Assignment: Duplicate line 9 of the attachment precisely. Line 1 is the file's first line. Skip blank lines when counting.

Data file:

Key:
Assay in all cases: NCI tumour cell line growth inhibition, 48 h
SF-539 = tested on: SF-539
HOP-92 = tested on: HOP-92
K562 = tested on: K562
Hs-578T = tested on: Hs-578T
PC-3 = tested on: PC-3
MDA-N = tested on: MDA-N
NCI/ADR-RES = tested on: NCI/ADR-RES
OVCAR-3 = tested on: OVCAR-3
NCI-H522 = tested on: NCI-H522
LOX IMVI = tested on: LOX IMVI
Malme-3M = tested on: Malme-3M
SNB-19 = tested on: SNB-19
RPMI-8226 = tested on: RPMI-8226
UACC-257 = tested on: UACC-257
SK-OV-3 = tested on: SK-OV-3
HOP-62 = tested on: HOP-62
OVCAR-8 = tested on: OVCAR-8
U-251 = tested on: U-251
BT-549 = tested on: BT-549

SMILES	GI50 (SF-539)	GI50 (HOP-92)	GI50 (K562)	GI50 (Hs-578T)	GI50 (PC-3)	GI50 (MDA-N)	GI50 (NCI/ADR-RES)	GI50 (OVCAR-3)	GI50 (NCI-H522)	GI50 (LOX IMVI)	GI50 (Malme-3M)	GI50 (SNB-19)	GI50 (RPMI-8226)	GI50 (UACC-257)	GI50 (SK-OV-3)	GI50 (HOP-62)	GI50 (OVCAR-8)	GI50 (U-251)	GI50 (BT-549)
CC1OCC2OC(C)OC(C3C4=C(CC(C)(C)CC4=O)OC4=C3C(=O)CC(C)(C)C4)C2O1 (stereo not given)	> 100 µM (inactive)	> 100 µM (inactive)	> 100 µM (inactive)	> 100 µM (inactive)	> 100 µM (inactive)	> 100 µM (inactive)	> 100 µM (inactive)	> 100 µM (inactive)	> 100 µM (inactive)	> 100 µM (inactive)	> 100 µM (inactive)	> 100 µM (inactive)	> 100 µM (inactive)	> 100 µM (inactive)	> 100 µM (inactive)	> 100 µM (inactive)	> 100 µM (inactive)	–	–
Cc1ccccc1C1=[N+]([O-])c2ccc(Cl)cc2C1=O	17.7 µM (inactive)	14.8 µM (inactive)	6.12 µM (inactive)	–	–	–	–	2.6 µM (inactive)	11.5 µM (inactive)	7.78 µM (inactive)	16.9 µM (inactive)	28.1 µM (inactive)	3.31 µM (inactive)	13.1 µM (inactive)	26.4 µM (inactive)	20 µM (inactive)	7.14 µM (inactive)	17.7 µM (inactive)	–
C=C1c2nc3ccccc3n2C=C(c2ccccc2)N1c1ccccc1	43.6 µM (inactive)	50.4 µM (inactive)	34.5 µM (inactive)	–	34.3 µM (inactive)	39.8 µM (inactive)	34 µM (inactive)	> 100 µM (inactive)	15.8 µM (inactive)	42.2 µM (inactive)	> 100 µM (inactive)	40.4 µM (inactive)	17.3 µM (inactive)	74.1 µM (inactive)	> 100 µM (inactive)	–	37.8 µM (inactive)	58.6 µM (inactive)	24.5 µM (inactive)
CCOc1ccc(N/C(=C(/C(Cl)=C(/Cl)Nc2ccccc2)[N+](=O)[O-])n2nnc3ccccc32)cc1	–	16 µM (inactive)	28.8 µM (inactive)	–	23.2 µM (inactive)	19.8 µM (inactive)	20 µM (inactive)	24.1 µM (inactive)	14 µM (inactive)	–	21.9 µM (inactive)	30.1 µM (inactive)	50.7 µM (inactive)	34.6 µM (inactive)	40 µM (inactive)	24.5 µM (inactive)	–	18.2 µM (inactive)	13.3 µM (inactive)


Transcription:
NCI/ADR-RES = tested on: NCI/ADR-RES